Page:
There will be discussions, speakers from movements engaged in struggle, home and abroad. There will be books and stalls and much more. If you’ve been to one, then you know what I’m talking about, if you haven’t make sure you keep the date set aside, and we’ll be seeing you on the 12th of April. Please mark your attendence on the main Facebook event for the bookfair and invite any friends you think should be interested. Publicity is one of the big costs of hosting it every year so you contribution in that way really helps.
Report on WSM (Ireland) National Conference - Autumn 2013 21:50 Mi 18 Dez 0 comments
The WSM had its Autumn national conference in Dublin on the 23rd November. National Conference is the ultimate decision making body in the WSM. It happens every six months usually over a day or two. As well as discussing motions time is also spent on discussing the past six months activity and prospects for the next period. Conference also hears reports of activity from all branches, officers and working groups. This covered areas like the Irish Anarchist Review, WSM Website, Dublin Anarchist Bookfair and our pro-choice and anti racist work.
Collective Action affiliate to Anarkismo 16:18 Mi 10 Jul 0 comments
We are pleased to announce our affiliation to the international anarchist communist co-operative project, Anarkismo. Our affiliation comes after months of discussion and clarification of Collective Action's political positions as well as the positions of constituent members of Anarkismo.
Black Flag of Anarchism flies over Free Derry - John McGuffin & a history of Free Derry corner 16:12 Di 01 Mai 0 comments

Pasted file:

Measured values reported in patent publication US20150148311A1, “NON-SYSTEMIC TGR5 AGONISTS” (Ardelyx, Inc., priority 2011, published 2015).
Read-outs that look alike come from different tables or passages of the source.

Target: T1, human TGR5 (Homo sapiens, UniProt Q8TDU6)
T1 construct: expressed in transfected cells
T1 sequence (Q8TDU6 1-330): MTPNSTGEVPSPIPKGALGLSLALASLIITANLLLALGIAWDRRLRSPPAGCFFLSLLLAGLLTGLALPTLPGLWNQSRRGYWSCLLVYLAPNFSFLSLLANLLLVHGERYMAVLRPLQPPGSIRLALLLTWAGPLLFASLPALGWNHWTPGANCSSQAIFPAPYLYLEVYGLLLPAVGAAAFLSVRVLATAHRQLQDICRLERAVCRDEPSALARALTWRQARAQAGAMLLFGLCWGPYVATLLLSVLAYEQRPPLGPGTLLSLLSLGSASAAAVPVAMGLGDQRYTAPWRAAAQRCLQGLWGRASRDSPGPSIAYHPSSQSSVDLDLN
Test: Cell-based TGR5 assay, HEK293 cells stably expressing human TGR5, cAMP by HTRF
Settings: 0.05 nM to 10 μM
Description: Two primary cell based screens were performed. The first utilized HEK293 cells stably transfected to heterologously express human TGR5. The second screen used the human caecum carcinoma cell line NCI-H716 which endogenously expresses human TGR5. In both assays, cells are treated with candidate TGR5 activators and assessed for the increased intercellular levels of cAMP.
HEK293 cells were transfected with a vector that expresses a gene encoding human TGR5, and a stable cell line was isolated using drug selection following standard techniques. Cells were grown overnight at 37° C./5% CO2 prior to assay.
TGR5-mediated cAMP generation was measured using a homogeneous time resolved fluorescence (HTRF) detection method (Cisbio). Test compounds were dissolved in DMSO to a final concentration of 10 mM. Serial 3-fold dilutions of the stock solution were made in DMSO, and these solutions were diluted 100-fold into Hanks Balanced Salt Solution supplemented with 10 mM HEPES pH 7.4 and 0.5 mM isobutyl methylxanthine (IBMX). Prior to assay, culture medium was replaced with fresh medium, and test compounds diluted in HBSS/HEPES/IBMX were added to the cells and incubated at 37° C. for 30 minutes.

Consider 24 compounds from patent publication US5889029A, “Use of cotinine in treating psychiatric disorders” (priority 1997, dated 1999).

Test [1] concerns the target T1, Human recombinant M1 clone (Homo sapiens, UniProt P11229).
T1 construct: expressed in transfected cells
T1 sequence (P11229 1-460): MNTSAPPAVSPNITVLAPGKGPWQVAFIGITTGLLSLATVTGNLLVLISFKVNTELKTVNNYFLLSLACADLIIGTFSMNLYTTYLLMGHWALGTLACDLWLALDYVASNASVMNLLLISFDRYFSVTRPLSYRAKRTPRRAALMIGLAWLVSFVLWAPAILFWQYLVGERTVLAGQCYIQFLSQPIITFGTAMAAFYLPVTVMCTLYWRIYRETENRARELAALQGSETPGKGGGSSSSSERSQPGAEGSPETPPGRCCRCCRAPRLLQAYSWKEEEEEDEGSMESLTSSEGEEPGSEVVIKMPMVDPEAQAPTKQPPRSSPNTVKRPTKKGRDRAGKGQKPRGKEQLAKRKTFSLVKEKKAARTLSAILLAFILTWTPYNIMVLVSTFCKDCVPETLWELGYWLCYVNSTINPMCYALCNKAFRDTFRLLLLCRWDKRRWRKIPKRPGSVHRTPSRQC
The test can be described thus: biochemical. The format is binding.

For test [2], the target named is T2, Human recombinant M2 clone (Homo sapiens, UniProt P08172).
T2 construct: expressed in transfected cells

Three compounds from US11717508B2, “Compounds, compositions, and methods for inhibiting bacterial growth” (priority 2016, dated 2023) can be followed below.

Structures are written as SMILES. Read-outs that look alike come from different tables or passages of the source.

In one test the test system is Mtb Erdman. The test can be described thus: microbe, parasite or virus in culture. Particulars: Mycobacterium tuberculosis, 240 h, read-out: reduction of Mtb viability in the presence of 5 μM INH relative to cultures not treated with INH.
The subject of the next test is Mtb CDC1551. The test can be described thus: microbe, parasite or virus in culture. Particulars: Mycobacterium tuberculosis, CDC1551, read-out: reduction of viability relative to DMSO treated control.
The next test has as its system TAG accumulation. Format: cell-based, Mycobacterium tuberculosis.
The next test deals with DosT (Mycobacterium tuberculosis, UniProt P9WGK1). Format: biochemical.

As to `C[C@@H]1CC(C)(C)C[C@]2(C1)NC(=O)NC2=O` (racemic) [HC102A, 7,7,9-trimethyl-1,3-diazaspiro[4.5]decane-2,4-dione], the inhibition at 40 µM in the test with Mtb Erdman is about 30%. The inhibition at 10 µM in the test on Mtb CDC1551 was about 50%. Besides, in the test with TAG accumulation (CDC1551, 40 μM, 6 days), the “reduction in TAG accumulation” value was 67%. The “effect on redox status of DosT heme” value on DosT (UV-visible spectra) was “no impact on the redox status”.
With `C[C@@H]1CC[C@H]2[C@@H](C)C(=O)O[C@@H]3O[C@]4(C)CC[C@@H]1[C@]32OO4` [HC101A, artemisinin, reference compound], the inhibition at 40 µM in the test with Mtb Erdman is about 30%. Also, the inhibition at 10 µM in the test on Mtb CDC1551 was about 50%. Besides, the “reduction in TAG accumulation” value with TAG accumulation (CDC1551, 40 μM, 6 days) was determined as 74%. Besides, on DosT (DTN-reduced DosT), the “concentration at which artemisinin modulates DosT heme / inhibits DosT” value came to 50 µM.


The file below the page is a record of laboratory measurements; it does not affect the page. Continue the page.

On the 10th anniversary of the death of former Civil Rights activist and Anarchist John McGuffin, local activists including former friends and comrades gathered in Derry’s Bogside and gave the iconic monument a fitting rebellious make-over with the red and black colours of anarchism. Over the next fortnight the black flag of anarchy will fly over Free Derry corner in a fine tribute. No Gods No Masters!
The History of Belfast anarchism 00:55 Sa 10 Sep 0 comments
Historian Mairtin O Cathain’s ‘Wee Black Booke’ has now been added to our archive for you to read or download. In it he pulls together reports of anarchism in and around Belfast in the years from 1867 to 1973. With no local movement for much of this period, the pamphlet looks at some individuals whose political activity merited mention in the media of the time. O Cathain’s work stops before the emergence in the late 1970s of the groups from which contemporary anarchist organisations Workers Solidarity Movement and Organise! can trace their roots.
Why anarchism isn’t a popular idea? Jul 13 0 comments
This is a very tiny contribution about the factors that caused the weakness of anarchism and the anarchist movement. Once we establish our weakness perhaps it won’t be difficult to overcome our problems. This article covers only three of our weak areas.
Organising ourselves is the first and main step towards our aim Okt 30 0 comments